Album Review :
Canopy Red - Wake Up

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Artist: Canopy Red
Wake Up
Release Date:
Cimarron Hatch
Buy The Album:
iTunes / CDBaby


  1. Wasting Time
  2. Disguise
  3. Forever
  4. Sink or Swim
  5. Paralyzed
  6. Wake Up
  7. Won’t Let Go
  8. If You’re Not With Me
  9. Running After You
  10. What I’m Waiting For

Canopy Red is a contemporary Christian band hailing from Tallahassee, Florida. Their main goal is to minister to the hearts of this generation through their music. Wake Up is their first full-length album, and it was produced by Dove Award winning producer Rusty Varenkamp (Michael W. Smith, Sanctus Real, Tenth Avenue North). The members of Canopy Red are Forrest Krazit on vocals and piano, Joshua Schmidt on guitar and background vocals, and Ryan Harvell on percussion and spacebar.

“Wasting Time” opens the album with some interesting guitar, but I felt like the song is out of place here and would have fit better in the middle of the album. The vocals are good, but on the chorus they sound too boy-bandish. “Disguise,” about a quest to live authentically, has some nice piano in it, but it sounds very tinny and could have been computer generated—which is not authentic. “Forever” has a nice melody in the chorus that could easily get stuck in your head. Every part of this song, including the vocals, is incredibly similar to Starfield’s sound. It’s odd to hear a song sound like Starfield because they have such a unique style. A quite bland song called “Sink or Swim” comes next. A few bells in the background dress it up a bit, but it’s otherwise really common sounding.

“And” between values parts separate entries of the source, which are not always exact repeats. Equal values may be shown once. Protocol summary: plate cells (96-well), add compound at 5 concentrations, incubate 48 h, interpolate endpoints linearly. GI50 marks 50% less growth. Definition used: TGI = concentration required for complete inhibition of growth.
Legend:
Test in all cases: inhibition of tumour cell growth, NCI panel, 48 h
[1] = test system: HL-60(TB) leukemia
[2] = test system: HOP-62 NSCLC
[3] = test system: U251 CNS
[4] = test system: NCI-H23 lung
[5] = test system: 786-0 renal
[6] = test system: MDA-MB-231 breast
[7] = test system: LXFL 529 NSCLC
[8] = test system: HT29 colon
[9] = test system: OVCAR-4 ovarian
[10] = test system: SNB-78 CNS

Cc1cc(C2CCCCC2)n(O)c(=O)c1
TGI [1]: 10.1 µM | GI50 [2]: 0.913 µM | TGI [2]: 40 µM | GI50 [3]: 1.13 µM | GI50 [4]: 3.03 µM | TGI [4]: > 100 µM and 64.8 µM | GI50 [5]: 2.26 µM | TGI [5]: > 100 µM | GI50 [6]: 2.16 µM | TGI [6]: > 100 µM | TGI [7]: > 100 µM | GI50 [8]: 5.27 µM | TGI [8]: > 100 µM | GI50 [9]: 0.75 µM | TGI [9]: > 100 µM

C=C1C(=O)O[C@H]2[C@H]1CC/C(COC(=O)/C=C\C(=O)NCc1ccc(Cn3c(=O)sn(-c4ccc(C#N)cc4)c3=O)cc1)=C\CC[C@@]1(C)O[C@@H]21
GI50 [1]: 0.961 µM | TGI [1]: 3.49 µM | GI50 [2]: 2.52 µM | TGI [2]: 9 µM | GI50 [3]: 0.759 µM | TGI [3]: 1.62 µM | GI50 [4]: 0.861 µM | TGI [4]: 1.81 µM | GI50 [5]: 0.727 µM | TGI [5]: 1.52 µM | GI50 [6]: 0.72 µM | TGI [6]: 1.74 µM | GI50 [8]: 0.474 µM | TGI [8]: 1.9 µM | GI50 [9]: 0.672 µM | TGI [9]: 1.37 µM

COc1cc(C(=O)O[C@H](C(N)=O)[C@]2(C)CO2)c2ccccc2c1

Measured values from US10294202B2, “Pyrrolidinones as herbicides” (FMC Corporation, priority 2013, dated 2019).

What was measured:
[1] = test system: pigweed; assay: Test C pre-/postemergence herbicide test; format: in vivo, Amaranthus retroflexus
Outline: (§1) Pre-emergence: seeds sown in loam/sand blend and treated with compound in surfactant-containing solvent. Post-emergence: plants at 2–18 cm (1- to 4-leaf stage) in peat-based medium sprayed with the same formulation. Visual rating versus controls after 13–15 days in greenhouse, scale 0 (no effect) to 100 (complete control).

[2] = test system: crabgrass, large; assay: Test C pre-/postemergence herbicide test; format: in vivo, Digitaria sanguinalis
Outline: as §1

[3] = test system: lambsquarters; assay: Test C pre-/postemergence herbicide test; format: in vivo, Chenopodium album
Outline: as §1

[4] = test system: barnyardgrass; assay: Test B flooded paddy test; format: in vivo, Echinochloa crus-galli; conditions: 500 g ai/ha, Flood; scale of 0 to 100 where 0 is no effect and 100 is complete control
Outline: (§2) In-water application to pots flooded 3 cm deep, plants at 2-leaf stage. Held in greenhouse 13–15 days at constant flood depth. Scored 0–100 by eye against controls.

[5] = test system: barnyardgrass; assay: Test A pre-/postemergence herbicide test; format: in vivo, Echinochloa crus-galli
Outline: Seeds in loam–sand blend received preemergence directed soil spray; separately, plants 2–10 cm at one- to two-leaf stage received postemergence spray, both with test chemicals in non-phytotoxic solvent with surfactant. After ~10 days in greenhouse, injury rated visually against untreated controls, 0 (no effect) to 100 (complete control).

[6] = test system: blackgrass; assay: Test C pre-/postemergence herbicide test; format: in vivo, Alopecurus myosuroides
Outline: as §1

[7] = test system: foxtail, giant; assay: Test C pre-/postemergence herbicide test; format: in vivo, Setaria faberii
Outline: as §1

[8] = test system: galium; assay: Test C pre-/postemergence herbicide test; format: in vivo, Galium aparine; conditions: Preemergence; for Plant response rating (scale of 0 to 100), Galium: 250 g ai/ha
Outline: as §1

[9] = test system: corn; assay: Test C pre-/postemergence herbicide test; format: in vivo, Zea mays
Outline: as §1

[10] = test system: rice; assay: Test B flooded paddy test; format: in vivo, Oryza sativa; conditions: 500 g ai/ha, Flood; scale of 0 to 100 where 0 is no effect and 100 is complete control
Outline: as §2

“Paralyzed” kicks the album up a notch with some fast-paced drums that sound exactly like those of the A-ha classic “Take On Me.” The lyrics of the song talk about how without God we are just paralyzed and not actually living. “Wake Up,” the title track, is also upbeat, but the lyrics aren’t anything special and the whole song becomes too monotonous. “Won’t Let Go” is another mediocre song, but some parts of it reminded me of Keane in their Hopes and Fears era. For the next song, “If You’re Not With Me,” Canopy Red turned into Tenth Avenue North, voice and all. The instrumentation on this song is pretty good, but the electronic drum is especially noticeable and odd. The last two songs, “Running After You” and “What I’m waiting For,” are just typical CCM style songs, though the latter has some nice finger-picked guitar.

Overall: While Canopy Red may be enjoyed by many listeners, I can’t personally see their appeal. Most of the songs sound outdated to me—like they are from around 2005. Even CCM music has moved forward since that time. But I would say my biggest problem with this album is that it apparently uses all electronic drums. Electronic drums don’t sound professional and they should never be used. Basically, on the bright side, this band has some talent that they could pull together and come back with a great album. But for now, this album has completely fallen short of that mark.